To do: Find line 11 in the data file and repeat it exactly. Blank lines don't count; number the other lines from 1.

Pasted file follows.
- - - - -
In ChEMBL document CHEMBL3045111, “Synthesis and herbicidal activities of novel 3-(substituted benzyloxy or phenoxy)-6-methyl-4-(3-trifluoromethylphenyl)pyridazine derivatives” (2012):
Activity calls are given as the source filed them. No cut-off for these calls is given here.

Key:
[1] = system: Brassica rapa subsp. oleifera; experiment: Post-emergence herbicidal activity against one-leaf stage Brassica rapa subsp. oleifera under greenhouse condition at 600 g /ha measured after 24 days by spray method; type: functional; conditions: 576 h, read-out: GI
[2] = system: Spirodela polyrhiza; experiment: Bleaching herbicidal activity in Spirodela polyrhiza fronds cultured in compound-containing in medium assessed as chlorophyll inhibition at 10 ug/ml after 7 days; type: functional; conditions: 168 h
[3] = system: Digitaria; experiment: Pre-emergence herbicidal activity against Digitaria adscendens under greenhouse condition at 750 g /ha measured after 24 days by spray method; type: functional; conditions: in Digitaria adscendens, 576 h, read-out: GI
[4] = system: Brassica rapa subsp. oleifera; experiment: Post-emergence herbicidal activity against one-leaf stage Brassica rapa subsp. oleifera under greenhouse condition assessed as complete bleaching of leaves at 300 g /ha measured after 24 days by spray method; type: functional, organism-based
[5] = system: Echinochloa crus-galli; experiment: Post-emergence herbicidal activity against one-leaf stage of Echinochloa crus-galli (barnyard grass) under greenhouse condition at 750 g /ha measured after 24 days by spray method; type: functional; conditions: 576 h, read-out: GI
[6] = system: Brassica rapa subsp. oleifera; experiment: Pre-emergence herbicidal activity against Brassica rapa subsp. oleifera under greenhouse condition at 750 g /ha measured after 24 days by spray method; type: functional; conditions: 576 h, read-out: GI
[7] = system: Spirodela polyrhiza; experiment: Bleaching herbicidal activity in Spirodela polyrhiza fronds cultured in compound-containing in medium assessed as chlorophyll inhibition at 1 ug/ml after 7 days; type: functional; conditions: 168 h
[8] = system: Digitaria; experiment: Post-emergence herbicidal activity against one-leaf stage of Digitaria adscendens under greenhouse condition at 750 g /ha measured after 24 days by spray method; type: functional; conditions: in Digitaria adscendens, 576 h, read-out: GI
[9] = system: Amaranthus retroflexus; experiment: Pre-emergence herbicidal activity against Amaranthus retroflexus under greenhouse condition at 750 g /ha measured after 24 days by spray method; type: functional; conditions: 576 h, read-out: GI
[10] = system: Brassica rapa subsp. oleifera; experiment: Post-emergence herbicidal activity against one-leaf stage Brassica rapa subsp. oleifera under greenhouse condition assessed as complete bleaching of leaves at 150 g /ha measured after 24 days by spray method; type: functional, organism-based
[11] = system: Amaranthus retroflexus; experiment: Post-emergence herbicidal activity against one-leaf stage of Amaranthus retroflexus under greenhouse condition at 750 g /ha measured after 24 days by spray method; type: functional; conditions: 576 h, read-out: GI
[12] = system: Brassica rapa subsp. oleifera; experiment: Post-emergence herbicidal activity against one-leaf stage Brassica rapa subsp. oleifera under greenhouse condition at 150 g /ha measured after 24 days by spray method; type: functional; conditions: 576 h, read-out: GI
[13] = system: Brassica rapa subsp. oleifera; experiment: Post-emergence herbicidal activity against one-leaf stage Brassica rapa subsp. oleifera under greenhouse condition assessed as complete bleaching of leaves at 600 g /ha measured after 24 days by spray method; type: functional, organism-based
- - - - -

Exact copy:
[8] = system: Digitaria; experiment: Post-emergence herbicidal activity against one-leaf stage of Digitaria adscendens under greenhouse condition at 750 g /ha measured after 24 days by spray method; type: functional; conditions: in Digitaria adscendens, 576 h, read-out: GI